Meredith Barnes 97 stands in front of penguins at the Cape of Good Hope, the southwest point on the African continent.
Spanaway Lake High School social studies and English teacher Meredith Barnes
97 proves that studying abroad doesnt end after college. Her interest
in civil disobedience took her all the way to the other side of the world.
Barnes was selected as a Fulbright-Hays recipient to journey to South Africa
last summer. The prestigious Fulbright-Hays Seminars Abroad Program provides
short-term study and travel seminars for social sciences and humanities educators.
Barnes, along with 15 teachers and professors from around the United States,
spent August studying in South Africa, focusing primarily on that countrys
"It was a dream come true," Barnes said. "Theres no
better way to get the sense of South African culture, tradition and history
than actually being there."
Barnes learned up close about indigenous cultures in South Africa and their
role in community life. Studying both the spiritual and material aspects of
the society, she gained understanding of the complex relationships between
Barnes interacted with South African artists, traditional medical practitioners,
educators and scientists who work toward raising the social value and status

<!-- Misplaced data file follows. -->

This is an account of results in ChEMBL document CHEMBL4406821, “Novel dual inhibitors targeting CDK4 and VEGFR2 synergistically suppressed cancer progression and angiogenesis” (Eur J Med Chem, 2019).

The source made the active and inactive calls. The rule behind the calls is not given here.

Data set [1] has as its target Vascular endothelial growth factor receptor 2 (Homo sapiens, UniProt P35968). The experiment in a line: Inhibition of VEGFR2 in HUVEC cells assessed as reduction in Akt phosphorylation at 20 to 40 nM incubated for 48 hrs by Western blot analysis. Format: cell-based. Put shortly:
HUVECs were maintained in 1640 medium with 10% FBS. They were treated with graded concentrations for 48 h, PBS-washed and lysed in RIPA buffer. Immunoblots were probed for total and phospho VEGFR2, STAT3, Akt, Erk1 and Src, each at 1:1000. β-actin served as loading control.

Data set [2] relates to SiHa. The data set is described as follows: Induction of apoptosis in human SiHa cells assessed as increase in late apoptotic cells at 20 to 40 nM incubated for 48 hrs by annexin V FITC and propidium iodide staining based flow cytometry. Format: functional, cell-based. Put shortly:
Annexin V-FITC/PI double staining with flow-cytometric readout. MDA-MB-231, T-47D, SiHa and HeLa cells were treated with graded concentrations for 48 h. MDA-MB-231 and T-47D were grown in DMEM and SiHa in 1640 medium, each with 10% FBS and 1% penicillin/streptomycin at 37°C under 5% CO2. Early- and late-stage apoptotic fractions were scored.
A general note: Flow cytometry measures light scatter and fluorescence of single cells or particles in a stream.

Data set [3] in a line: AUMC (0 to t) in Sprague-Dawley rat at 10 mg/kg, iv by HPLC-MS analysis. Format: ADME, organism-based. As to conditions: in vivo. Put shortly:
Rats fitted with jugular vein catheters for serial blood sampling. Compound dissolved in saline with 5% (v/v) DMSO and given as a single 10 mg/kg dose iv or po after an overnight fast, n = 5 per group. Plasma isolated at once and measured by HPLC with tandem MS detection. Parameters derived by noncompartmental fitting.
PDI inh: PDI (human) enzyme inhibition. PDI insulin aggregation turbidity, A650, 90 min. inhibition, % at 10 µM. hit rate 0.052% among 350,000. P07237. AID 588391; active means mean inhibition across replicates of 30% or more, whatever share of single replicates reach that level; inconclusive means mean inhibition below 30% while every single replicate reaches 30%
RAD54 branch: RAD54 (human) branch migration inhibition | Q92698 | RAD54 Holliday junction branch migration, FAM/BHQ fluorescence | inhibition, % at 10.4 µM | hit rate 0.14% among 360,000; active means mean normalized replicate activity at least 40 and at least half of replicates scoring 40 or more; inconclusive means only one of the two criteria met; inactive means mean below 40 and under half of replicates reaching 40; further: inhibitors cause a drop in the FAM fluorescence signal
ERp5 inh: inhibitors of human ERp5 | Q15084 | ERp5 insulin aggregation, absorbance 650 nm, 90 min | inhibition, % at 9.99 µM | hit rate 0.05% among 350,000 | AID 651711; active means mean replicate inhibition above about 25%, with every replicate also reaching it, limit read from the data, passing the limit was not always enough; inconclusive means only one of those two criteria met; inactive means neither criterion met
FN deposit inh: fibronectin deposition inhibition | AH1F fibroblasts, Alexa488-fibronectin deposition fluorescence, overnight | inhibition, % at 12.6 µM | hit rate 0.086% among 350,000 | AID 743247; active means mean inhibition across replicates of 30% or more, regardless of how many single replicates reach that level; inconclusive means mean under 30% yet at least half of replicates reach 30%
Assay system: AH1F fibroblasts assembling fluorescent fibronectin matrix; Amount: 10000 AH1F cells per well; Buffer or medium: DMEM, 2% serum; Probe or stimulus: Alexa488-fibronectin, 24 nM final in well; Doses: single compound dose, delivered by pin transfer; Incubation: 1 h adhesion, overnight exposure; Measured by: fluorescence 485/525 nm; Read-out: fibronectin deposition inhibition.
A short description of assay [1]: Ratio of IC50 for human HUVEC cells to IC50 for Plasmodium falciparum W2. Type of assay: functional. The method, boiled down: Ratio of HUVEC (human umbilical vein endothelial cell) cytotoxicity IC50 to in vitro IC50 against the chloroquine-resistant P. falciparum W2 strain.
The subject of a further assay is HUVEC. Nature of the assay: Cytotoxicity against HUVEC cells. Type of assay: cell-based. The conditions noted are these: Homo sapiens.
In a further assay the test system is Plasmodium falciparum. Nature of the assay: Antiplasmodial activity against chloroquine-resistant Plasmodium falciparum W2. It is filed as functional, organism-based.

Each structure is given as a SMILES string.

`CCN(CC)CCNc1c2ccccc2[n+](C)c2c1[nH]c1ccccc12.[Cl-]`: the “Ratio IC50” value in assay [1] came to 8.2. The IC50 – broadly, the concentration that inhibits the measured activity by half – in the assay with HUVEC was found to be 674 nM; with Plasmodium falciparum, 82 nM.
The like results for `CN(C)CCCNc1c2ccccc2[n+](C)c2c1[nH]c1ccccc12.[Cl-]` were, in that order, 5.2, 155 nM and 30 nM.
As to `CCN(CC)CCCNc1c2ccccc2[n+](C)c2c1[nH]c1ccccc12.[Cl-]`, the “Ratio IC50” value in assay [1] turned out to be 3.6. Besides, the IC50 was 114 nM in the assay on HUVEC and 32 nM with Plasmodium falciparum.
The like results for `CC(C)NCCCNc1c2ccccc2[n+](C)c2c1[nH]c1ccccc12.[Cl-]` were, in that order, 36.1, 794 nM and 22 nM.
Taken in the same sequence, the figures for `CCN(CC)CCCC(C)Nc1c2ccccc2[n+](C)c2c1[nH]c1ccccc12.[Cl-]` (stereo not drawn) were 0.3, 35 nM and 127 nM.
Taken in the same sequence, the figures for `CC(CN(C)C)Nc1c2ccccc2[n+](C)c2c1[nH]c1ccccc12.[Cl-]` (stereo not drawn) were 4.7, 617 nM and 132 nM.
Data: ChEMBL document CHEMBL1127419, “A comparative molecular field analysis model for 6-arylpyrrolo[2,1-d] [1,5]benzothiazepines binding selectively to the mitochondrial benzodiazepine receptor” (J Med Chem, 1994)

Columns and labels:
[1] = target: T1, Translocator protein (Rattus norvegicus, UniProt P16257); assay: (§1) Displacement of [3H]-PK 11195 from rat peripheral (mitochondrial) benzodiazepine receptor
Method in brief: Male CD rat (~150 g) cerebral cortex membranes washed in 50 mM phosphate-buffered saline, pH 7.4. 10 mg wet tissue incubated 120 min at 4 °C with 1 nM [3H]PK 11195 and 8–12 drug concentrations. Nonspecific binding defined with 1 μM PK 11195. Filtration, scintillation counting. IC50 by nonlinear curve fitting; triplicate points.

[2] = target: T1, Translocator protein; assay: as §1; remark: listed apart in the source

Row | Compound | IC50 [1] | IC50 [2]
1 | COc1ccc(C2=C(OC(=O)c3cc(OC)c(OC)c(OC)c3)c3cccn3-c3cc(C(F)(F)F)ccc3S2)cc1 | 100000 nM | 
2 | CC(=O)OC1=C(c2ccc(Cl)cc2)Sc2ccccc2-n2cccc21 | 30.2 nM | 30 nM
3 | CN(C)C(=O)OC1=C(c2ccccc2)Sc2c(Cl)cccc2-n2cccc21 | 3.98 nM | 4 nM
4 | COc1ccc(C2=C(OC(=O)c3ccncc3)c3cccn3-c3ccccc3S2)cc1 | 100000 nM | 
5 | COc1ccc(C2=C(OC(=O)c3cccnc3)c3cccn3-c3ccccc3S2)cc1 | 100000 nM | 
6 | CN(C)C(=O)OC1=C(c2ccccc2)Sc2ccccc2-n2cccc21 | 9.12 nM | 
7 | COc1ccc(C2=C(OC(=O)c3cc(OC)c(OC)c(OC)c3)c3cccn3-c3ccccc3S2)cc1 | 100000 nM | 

of indigenous knowledge and its integration into modern society.
"Our society doesn't realize how much we can learn from indigenous cultures,"
Barnes said. "I learned several skills I can use as a teacher."
Barnes also focused on the history of passive resistance. South Africa was
her first choice for study, mainly because of her interest in Mahatma Gandhi
and Nelson Mandela. Mandela was jailed for 26 years for his resistance movements
against apartheid, and Gandhi spent more than 20 years fighting for Indians
in South Africa.
Barnes visited the Phoenix settlement in Durban where Gandhi lived and Robben
Island in Cape Town, where Mandela was locked up for 18 years. Another personal
highlight was meeting Albie Sachs, a justice on South Africas new constitutional
court and a white anti-apartheid activist who was permanently injured in a
car bomb attack in 1988.
"The experience in South Africa gave us a greater sense and appreciation
of who we are as Americans," Barnes said.
This term, she is interning for the Washington Education Association. She has made presentations to teachers about indigenous cultures and created curriculum on South Africa for the Educational Resources Information Center (ERIC), the worlds largest database of education information. Barnes plans to teach about apartheid, non-violent resistance, and post-apartheid South Africa, when she returns to the classroom in January.